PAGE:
In this week's roundup:
higher education reacts to the reversal of Roe v. Wade, Title IX regs add more protection for students, and Native American students are eligible for free tuition.
- The reversal of Roe v. Wade has significant implications for higher education. Studies show students who are pregnant or have young children are more likely to drop out. Institutions across the country are responding in different ways, whether continuing to provide abortion care, reforming their attendance policies or expanding their reproductive health services.
- $6 billion in student loan debt will be canceled for students who attended fraudulent institutions. The Biden Administration filed the settlement of the debt cancellation that affects over 200,000 students.
- Thousands of students at George Washington University have signed a petition calling for the end of Supreme Court Justice Clarence Thomas’ employment as an adjunct instructor. The petition cites Thomas’ position as unsafe for LGBTQ+ students, while a statement from the provost says, “Thomas’s views do not represent the views of either the George Washington University or its law school.”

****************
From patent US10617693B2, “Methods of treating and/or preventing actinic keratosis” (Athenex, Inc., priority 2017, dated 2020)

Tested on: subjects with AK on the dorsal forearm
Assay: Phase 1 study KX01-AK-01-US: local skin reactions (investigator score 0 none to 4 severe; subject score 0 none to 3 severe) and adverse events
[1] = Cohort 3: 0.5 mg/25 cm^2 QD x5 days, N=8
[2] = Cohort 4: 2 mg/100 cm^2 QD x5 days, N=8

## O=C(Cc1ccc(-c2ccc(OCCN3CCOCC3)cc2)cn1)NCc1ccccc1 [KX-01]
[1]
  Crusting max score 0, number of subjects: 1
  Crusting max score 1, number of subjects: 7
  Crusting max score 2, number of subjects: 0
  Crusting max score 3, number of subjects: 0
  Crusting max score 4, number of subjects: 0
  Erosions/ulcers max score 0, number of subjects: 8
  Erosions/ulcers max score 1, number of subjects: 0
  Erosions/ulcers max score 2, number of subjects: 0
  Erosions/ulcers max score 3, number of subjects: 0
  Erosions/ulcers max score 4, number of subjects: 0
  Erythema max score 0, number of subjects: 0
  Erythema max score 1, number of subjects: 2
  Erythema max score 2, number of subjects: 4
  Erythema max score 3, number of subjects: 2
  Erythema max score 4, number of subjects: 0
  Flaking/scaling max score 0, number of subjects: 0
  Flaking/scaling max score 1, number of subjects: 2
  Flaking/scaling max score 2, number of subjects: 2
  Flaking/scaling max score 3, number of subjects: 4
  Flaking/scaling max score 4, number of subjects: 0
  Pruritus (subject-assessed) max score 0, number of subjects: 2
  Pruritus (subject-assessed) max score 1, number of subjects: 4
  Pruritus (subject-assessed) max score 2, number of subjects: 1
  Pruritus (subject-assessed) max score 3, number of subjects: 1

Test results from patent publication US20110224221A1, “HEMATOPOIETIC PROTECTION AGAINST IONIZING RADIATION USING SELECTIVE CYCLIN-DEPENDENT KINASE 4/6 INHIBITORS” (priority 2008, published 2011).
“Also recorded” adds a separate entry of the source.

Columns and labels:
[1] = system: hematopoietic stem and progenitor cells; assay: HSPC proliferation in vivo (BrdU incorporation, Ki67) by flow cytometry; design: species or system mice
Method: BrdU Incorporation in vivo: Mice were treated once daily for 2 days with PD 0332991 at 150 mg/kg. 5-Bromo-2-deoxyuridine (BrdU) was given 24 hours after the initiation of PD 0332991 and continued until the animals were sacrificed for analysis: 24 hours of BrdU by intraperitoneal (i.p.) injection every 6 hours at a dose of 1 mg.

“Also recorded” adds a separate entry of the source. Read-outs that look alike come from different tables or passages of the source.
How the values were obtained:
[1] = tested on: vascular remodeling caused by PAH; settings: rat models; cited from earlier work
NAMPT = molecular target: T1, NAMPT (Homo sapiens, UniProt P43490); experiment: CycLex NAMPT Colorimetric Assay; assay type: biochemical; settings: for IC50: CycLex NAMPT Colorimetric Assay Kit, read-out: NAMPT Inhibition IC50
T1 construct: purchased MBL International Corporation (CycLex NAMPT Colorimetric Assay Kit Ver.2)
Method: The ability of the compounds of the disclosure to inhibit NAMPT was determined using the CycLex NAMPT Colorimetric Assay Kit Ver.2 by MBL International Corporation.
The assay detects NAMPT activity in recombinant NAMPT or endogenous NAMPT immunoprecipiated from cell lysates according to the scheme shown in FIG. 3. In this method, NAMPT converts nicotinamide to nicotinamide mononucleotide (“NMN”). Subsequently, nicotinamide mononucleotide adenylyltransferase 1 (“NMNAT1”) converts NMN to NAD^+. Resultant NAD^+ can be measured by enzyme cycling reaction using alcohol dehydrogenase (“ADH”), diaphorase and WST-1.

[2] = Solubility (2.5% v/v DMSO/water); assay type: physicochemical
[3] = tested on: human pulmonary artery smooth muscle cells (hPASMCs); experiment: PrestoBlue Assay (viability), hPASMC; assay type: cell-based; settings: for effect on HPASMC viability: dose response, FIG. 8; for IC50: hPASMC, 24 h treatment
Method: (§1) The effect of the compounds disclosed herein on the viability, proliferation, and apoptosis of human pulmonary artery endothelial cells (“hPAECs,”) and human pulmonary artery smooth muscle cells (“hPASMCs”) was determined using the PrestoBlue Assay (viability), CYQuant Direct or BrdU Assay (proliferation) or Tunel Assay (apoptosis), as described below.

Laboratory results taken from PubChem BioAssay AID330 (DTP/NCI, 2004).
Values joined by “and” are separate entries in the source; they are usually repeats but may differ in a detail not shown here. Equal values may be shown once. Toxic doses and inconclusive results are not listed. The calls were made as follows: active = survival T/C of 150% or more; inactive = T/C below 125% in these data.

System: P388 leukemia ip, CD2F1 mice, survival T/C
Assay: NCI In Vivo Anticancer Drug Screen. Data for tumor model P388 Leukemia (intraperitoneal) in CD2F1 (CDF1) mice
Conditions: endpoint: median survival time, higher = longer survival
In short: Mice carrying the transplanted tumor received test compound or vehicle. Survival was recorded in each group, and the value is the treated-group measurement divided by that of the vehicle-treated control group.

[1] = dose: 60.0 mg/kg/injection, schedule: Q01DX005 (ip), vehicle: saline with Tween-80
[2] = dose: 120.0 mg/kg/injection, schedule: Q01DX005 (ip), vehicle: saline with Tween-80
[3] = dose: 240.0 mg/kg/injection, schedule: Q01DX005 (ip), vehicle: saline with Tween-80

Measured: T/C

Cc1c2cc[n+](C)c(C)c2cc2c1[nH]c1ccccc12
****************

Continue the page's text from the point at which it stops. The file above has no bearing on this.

- Changes to Title IX will add protections for transgender students and abuse survivors. The revision adds extra protection that overrules the Trump Administration’s previous changes with a goal of giving full effect to the law’s reach and delivering on its promise to protect all students from sex-based harassment and discrimination, according to U.S. Education Secretary Miguel Cardona.
- Teletherapy has proven to be a useful tool to support students outside of the academic year. Institutions are contracting with teletherapy companies such as Uwill and TimelyMD to provide quick sessions at no cost and dramatically reduce wait times.
- Student housing has been affected by the pandemic, with only 26,000 new student beds being delivered this upcoming academic year compared to 40-50,000 in the past.
- Native American students attending the University of Arizona’s Tucson campus will be able to attend without paying tuition this fall. The university will offer free tuition for students who are from federally recognized tribes.
- First-year retention rates have risen, according to a new report showing that students who started in Fall 2020 returned for their second year. The 75% persistence rate is a slight increase from Fall 2019 and not quite as high as the pre-pandemic rate.
- The path to becoming a tenured professor has become more difficult in recent years. Over 19,000 received their PhDs in 2020 yet only 40% were set to work in higher education compared to 51.5% who pursued careers in higher ed thirty years ago.